The canonization process?

scince I started looking into Catholicism I have heard about five diffrent ways in which one becomes a saint. How exactly does the process work? And I heard that martyrs attomaticly become saints, Is this true? And if one must be dead before the process starts why was Mother teresha (sp?) called a living saint? And did the church condone this? Thanks for the help.

[quote=Montie Claunch]scince I started looking into Catholicism I have heard about five diffrent ways in which one becomes a saint. How exactly does the process work? And I heard that martyrs attomaticly become saints, Is this true? And if one must be dead before the process starts why was Mother teresha (sp?) called a living saint? And did the church condone this? Thanks for the help.
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Montie, “the process” is not about creating a saint. The process is a way by which the Church determines whether a person has, in fact, entered Heaven. Technically, all the holy souls in Purgatory are “saints.” They’re just not finished yet.

“The process” doesn’t have anything to do with the sanctity of the person. You become a saint by the way you live your life. So we could call Mother Teresa a “living saint” because it was pretty clear to everybody that she was a saint because of the way she lived.

After an apparently holy person dies, the Church makes a determination of whether the apparent sainthood was, in fact, *actual *sainthood. Only when the investigation comes up affirmative (according to strict criteria), does the Church declara a person to be a Saint – with a capital “S.”

[quote=Montie Claunch]…How exactly does the process work? . . .
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You find details at the Vatican website of the Congregation for the Causes of Saints.

vatican.va/roman_curia/congregations/csaints/index.htm.

The site contains a link to the apostolic constitution of John Paul II treating the topic and the laws that apply. Neither is lightweight reading, but will show the dedicated inquirer how he process works.

[quote=mercygate]The process is a way by which the Church determines whether a person has, in fact, entered Heaven. Technically, all the holy souls in Purgatory are “saints.” They’re just not finished yet.
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Am I reading this right? Does the Catholic Church actually profess that they can figure out which “saints” are in Purgatory and which ones have actually made it to Heaven? Wouldn’t only God know for sure who is where? :confused:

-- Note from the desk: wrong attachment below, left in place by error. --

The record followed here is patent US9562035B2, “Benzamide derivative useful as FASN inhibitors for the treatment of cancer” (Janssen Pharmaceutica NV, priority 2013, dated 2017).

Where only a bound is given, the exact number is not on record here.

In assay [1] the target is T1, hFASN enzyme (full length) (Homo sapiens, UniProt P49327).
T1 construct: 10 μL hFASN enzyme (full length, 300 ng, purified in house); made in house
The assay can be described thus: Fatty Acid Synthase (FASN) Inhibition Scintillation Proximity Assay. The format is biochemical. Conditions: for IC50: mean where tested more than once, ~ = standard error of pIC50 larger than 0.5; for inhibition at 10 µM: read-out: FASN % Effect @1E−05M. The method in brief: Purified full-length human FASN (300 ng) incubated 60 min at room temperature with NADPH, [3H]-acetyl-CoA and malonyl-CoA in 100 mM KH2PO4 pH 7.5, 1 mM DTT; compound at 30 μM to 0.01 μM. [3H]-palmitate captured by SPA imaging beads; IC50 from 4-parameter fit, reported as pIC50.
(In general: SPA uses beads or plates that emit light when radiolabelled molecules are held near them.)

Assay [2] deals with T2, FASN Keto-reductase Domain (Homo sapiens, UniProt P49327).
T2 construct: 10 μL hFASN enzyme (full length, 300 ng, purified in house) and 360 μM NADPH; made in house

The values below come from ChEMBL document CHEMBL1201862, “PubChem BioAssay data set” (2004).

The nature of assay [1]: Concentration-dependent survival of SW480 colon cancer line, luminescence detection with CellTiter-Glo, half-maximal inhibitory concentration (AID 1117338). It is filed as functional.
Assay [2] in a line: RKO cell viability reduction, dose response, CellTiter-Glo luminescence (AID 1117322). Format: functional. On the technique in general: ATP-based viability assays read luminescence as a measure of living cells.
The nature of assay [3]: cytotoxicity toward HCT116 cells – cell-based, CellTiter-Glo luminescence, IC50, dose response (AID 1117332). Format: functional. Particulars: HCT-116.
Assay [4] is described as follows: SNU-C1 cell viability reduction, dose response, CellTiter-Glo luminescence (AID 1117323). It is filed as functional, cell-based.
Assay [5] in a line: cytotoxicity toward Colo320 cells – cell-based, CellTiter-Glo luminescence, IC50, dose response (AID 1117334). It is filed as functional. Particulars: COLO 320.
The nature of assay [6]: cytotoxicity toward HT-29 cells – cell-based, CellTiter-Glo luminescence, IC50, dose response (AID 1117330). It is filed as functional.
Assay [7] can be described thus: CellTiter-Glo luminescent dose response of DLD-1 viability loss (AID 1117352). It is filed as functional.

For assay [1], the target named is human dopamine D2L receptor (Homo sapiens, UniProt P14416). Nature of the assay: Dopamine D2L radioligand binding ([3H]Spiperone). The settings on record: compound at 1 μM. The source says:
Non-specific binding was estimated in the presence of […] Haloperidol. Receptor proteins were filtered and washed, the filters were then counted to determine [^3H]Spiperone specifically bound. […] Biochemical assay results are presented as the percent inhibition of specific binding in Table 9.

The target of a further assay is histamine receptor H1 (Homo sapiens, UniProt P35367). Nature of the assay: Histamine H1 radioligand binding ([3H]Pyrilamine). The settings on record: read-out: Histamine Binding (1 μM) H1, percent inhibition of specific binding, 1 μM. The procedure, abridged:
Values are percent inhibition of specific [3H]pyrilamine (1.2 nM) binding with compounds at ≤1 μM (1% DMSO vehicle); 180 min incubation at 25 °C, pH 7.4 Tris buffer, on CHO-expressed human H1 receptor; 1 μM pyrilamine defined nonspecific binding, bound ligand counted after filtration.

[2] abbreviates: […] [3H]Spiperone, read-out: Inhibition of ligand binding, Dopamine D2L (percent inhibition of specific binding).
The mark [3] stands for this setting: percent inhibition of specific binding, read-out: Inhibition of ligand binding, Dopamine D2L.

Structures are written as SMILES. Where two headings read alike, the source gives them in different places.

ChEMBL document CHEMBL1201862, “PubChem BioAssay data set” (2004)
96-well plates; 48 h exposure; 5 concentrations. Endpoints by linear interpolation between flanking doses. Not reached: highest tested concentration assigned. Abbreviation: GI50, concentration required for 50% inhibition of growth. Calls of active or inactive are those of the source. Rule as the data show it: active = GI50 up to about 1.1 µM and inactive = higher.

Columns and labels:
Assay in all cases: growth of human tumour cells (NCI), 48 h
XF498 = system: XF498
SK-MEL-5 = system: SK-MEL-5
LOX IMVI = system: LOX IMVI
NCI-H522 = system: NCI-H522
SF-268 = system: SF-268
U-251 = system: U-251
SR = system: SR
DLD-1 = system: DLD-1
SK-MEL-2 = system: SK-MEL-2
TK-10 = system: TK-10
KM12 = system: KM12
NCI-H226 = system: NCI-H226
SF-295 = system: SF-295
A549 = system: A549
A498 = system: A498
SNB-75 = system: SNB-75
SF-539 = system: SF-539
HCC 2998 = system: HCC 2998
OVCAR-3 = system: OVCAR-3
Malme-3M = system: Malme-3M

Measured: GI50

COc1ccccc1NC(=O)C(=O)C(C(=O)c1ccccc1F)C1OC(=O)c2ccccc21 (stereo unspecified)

[quote=ChristianWAB]Am I reading this right? Does the Catholic Church actually profess that they can figure out which “saints” are in Purgatory and which ones have actually made it to Heaven? Wouldn’t only God know for sure who is where? :confused:
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It isn’t a matter of the Church simply giving a “thumbs up” or “thumbs down” signal; it’s just a matter of ruling out the possibility that the person could be anywhere BUT in Heaven. Since we all hope to end up there some day, that really isn’t really so hard to fathom. For example, wouldn’t we all agree that St. Paul made it? Or St. Matthew? So why not Mother Teresa (not yet official)?

Some people have lived lives of such heroic sanctity that the Church is able to declare this beyond doubt. The process is rigorous and conducted from an “I’m from Missouri” standpoint.

Among other things, such as an exhaustive investigation of the person’s personal life, and interviews with everybody from his doctor to his cleaning woman, bona fide miracles must be authenticated by the most formidable standards.

I personally know a cardiologist at a secular medical school – a world authority in his field – who was called in to review a purported miracle cure attributed to the intercession of St. Faustina Kowalska during the process for her canonization. Frankly, I (a layman) could have told them that this case was incurable by reviewing the records, it was so obvious. But the testimony of Valentin Fuster was irrefutable. Absolutely irrefutable: before and after records were extraordinary. Nothing save a miraculous intervention by the Lord himself could account for it.

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